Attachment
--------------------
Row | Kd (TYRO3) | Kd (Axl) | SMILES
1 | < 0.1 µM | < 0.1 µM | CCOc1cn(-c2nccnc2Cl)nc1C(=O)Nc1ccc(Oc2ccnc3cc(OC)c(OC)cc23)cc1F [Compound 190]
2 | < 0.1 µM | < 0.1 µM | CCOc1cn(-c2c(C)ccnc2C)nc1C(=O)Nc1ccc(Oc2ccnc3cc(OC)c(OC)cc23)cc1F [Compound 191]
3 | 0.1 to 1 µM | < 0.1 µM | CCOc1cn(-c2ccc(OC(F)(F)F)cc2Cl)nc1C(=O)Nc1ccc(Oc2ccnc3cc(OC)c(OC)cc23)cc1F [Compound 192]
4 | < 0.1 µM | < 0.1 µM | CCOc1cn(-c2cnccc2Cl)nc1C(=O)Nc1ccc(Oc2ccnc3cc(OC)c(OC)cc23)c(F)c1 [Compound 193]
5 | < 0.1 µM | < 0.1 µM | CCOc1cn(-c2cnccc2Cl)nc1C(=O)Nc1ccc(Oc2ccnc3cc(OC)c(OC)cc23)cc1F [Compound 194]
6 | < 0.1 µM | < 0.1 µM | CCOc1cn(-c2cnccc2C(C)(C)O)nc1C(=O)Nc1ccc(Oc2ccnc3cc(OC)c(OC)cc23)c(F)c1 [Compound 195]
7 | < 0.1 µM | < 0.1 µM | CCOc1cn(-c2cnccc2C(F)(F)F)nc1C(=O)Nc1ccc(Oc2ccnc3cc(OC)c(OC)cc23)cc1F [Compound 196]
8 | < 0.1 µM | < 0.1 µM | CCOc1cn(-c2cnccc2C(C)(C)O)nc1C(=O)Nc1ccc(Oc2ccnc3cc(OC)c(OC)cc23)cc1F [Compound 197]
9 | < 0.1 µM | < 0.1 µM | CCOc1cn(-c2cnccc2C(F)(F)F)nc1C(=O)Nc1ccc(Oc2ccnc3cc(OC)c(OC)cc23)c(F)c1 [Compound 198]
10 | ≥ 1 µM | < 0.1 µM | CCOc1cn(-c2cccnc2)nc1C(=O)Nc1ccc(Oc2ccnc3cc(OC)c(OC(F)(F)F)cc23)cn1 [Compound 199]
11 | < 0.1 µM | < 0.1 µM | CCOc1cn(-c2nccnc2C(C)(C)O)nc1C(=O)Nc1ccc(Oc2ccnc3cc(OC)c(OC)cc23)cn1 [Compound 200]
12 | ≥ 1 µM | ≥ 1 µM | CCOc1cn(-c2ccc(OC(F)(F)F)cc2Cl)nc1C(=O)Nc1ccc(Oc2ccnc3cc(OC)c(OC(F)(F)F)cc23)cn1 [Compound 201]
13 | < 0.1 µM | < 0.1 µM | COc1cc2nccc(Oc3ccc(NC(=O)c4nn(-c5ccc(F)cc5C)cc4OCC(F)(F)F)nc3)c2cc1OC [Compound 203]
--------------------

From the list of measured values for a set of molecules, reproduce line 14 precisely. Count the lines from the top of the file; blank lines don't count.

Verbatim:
13 | < 0.1 µM | < 0.1 µM | COc1cc2nccc(Oc3ccc(NC(=O)c4nn(-c5ccc(F)cc5C)cc4OCC(F)(F)F)nc3)c2cc1OC [Compound 203]